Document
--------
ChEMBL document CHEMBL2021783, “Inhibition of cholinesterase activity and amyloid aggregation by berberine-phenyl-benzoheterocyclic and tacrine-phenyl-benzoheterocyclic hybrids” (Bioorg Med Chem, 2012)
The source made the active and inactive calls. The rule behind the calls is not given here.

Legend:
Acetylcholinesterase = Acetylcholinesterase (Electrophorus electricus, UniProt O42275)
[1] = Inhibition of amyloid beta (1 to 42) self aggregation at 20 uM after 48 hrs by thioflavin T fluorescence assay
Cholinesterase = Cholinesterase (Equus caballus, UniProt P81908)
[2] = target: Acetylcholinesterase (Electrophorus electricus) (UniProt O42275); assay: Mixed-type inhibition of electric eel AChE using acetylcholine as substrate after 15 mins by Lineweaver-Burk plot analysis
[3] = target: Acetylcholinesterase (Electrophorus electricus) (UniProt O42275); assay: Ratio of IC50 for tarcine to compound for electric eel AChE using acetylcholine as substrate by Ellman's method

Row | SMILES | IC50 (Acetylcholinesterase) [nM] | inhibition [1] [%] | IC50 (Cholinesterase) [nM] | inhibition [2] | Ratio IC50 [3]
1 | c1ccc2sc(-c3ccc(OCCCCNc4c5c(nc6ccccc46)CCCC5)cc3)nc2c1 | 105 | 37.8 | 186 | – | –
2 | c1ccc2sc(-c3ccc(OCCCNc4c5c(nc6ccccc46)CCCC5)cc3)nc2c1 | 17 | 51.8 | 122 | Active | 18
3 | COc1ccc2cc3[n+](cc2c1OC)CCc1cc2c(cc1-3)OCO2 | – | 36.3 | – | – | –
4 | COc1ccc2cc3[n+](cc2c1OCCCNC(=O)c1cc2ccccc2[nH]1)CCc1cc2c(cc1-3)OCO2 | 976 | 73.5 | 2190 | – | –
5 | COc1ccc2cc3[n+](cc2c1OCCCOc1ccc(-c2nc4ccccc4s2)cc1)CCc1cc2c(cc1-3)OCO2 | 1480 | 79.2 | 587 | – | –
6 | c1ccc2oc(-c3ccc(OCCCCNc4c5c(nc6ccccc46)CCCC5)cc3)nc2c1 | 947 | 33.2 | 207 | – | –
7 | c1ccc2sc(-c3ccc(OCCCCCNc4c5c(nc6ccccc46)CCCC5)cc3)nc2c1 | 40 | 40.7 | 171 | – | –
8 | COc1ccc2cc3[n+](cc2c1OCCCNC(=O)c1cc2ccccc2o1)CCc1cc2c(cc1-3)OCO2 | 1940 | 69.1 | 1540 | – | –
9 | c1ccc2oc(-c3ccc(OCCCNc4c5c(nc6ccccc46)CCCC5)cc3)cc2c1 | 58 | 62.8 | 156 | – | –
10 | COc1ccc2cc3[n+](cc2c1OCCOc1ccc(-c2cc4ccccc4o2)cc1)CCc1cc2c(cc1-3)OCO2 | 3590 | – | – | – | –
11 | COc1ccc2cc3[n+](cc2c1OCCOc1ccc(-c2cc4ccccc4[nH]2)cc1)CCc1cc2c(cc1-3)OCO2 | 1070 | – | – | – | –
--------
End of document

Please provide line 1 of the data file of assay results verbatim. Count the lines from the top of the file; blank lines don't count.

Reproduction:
ChEMBL document CHEMBL2021783, “Inhibition of cholinesterase activity and amyloid aggregation by berberine-phenyl-benzoheterocyclic and tacrine-phenyl-benzoheterocyclic hybrids” (Bioorg Med Chem, 2012)